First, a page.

DUBAI // Children from local schools offered a glimpse of the future by devising technologies they think can make an impact on society.
Pupils taking part in the three-month-long Dubai Saturday Club came up with ideas ranging from a smartphone for the blind to a “magic mirror”, which would allow people to see what clothes look like on them without trying them on.
The initiative was inspired by the UK National Art and Design Saturday Club and aims to hone the children’s creativity, collaboration and communication skills. The 110 pupils from 42 schools who took part chose various problems such as war, poverty, racism, the environment and disabled people before devising solutions and presenting them either in a poster or as a model at Dubai Design District on Saturday.
Jordanian Grade 7 pupil Aya Darwazeh found the project very fulfilling. “I really learnt a lot, such as designing, creativity and business,” she said.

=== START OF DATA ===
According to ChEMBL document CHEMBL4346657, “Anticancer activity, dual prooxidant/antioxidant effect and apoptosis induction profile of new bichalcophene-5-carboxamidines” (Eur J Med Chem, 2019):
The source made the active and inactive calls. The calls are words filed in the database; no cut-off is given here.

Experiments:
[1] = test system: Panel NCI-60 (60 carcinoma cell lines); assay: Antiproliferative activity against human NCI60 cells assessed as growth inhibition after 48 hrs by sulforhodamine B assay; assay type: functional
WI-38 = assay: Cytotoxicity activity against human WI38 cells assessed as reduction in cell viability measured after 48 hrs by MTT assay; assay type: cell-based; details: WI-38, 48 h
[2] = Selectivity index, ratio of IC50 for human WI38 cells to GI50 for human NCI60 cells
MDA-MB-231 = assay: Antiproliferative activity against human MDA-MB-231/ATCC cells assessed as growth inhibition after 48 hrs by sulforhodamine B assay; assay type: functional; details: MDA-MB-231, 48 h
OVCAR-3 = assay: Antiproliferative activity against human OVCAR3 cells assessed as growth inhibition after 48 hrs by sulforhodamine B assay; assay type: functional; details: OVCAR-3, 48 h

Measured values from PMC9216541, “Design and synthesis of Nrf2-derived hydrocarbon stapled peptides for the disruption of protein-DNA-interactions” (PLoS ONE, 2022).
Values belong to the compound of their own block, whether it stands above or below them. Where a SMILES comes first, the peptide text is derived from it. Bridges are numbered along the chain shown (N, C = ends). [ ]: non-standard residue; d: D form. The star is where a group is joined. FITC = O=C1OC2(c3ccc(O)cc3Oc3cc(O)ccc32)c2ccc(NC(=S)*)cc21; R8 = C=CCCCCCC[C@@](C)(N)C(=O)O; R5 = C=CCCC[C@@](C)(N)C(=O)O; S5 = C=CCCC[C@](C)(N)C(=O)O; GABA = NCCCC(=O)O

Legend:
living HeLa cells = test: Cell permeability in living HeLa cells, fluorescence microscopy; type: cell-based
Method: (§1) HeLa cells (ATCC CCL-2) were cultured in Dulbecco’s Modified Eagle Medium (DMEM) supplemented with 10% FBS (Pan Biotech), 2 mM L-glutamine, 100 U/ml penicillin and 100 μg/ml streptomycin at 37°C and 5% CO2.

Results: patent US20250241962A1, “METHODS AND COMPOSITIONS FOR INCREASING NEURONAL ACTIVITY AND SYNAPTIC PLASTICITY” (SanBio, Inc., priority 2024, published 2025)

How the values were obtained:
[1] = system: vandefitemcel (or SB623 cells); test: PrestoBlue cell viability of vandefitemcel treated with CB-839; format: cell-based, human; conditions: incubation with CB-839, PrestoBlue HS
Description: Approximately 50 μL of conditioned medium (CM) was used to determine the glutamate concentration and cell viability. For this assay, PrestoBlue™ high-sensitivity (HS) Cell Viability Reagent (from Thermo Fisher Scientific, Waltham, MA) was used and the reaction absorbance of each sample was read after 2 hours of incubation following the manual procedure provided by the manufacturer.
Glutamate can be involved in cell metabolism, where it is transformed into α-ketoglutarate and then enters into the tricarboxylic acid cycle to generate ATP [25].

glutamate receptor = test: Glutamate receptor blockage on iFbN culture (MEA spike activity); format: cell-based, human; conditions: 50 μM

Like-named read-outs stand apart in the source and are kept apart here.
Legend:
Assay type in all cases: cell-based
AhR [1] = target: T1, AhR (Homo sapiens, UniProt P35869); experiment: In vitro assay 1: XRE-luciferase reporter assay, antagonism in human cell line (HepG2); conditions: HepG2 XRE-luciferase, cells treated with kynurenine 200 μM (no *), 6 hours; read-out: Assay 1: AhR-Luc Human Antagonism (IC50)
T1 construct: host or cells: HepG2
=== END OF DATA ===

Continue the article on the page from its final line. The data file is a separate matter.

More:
The 12-year-old was part of the team that came up with the smartphone for blind people, which they envisage with a 3-D-printed, customisable Braille screen.
Anirudh Ramalingam, 14, who was on Aya’s team, said that the initiative had been a journey for him and had made him a better person.
“It was a really good experience. It really helped me with communication skills and working in a team,” said the Indian, who is in Grade 10.
The magic mirror creators came up with the idea to save shoppers time, said Sreesha Ghosh, a Grade 10 pupil from India. “You’ll be able to stand in front of the mirror and display clothes on you to see how they look on you,” said the 14-year-old. “It saves time and is more hygienic because it protects you from putting on clothes tried on by other people.”
One of several interesting ideas presented was a mobile app called GASP – Good At Solving Problems – where users ask can any question about war and the app offers advice on how to avoid the conflict.